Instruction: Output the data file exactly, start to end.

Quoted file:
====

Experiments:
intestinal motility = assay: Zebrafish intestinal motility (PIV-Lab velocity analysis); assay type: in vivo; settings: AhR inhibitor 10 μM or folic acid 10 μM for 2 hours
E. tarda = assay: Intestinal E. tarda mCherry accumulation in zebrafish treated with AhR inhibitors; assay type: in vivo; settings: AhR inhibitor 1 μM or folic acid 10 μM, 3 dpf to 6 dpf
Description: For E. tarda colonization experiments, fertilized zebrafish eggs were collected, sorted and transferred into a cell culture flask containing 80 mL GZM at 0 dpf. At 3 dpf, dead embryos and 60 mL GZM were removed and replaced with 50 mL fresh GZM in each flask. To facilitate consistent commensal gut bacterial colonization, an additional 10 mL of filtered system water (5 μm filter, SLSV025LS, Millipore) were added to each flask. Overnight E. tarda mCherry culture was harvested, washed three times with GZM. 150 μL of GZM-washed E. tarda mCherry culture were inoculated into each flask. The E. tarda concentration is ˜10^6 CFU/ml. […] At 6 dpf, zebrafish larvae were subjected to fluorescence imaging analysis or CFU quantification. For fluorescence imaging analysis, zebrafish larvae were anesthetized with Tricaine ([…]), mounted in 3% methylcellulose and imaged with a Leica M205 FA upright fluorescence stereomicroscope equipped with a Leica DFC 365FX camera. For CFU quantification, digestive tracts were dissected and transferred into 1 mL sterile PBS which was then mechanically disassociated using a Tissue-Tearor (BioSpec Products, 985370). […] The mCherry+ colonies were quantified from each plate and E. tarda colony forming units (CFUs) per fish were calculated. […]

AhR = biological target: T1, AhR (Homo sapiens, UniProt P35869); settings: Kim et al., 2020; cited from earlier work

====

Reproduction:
Experiments:
intestinal motility = assay: Zebrafish intestinal motility (PIV-Lab velocity analysis); assay type: in vivo; settings: AhR inhibitor 10 μM or folic acid 10 μM for 2 hours
E. tarda = assay: Intestinal E. tarda mCherry accumulation in zebrafish treated with AhR inhibitors; assay type: in vivo; settings: AhR inhibitor 1 μM or folic acid 10 μM, 3 dpf to 6 dpf
Description: For E. tarda colonization experiments, fertilized zebrafish eggs were collected, sorted and transferred into a cell culture flask containing 80 mL GZM at 0 dpf. At 3 dpf, dead embryos and 60 mL GZM were removed and replaced with 50 mL fresh GZM in each flask. To facilitate consistent commensal gut bacterial colonization, an additional 10 mL of filtered system water (5 μm filter, SLSV025LS, Millipore) were added to each flask. Overnight E. tarda mCherry culture was harvested, washed three times with GZM. 150 μL of GZM-washed E. tarda mCherry culture were inoculated into each flask. The E. tarda concentration is ˜10^6 CFU/ml. […] At 6 dpf, zebrafish larvae were subjected to fluorescence imaging analysis or CFU quantification. For fluorescence imaging analysis, zebrafish larvae were anesthetized with Tricaine ([…]), mounted in 3% methylcellulose and imaged with a Leica M205 FA upright fluorescence stereomicroscope equipped with a Leica DFC 365FX camera. For CFU quantification, digestive tracts were dissected and transferred into 1 mL sterile PBS which was then mechanically disassociated using a Tissue-Tearor (BioSpec Products, 985370). […] The mCherry+ colonies were quantified from each plate and E. tarda colony forming units (CFUs) per fish were calculated. […]

AhR = biological target: T1, AhR (Homo sapiens, UniProt P35869); settings: Kim et al., 2020; cited from earlier work